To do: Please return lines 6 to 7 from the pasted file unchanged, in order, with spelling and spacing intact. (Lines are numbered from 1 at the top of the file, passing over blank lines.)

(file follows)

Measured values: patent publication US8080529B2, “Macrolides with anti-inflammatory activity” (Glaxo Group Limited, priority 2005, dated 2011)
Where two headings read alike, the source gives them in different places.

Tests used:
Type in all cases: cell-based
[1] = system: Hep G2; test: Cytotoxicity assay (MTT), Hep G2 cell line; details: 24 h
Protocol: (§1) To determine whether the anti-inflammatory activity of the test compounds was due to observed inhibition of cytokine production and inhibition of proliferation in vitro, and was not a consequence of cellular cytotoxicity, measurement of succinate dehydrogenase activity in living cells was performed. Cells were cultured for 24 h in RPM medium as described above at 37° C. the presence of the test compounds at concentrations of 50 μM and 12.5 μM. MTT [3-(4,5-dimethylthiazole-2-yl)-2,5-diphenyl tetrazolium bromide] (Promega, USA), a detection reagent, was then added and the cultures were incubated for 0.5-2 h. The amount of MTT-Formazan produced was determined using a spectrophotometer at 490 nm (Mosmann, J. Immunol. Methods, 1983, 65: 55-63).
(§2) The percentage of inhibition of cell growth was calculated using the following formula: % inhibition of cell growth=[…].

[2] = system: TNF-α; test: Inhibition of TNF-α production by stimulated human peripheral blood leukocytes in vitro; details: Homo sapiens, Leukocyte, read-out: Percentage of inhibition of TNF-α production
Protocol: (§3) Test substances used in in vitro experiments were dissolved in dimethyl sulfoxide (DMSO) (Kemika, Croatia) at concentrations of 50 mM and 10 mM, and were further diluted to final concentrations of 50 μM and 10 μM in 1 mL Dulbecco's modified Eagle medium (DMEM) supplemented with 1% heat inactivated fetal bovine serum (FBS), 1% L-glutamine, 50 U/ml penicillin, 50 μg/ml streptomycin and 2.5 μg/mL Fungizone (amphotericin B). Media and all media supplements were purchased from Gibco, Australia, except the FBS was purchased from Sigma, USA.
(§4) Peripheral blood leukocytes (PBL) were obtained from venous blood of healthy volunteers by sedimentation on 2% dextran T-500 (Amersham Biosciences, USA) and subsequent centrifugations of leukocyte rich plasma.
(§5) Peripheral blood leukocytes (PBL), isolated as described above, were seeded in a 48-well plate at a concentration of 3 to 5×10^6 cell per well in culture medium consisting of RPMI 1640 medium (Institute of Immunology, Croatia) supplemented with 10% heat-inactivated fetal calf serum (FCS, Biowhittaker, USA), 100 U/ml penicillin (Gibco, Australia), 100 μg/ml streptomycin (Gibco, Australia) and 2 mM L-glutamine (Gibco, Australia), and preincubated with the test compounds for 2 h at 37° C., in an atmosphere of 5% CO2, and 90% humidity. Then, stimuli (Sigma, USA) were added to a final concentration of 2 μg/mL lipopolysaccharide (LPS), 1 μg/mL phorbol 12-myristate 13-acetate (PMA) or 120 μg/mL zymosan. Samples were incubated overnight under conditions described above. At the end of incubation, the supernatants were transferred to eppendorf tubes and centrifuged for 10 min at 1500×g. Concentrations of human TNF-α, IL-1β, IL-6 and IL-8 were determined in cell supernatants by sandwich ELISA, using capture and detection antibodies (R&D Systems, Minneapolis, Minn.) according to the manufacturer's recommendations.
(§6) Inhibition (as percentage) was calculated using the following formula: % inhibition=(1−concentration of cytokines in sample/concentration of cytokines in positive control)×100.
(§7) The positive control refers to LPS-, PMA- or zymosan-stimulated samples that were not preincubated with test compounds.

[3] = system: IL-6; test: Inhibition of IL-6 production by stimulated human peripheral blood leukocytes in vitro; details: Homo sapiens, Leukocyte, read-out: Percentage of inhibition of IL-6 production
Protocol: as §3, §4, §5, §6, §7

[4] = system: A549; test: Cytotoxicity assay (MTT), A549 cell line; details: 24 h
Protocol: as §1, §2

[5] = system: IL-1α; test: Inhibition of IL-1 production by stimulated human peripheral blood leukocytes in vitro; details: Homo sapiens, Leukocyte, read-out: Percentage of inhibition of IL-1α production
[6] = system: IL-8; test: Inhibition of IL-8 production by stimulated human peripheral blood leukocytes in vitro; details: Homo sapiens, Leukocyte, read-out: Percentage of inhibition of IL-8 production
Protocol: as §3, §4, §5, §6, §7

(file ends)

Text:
Protocol: (§1) To determine whether the anti-inflammatory activity of the test compounds was due to observed inhibition of cytokine production and inhibition of proliferation in vitro, and was not a consequence of cellular cytotoxicity, measurement of succinate dehydrogenase activity in living cells was performed. Cells were cultured for 24 h in RPM medium as described above at 37° C. the presence of the test compounds at concentrations of 50 μM and 12.5 μM. MTT [3-(4,5-dimethylthiazole-2-yl)-2,5-diphenyl tetrazolium bromide] (Promega, USA), a detection reagent, was then added and the cultures were incubated for 0.5-2 h. The amount of MTT-Formazan produced was determined using a spectrophotometer at 490 nm (Mosmann, J. Immunol. Methods, 1983, 65: 55-63).
(§2) The percentage of inhibition of cell growth was calculated using the following formula: % inhibition of cell growth=[…].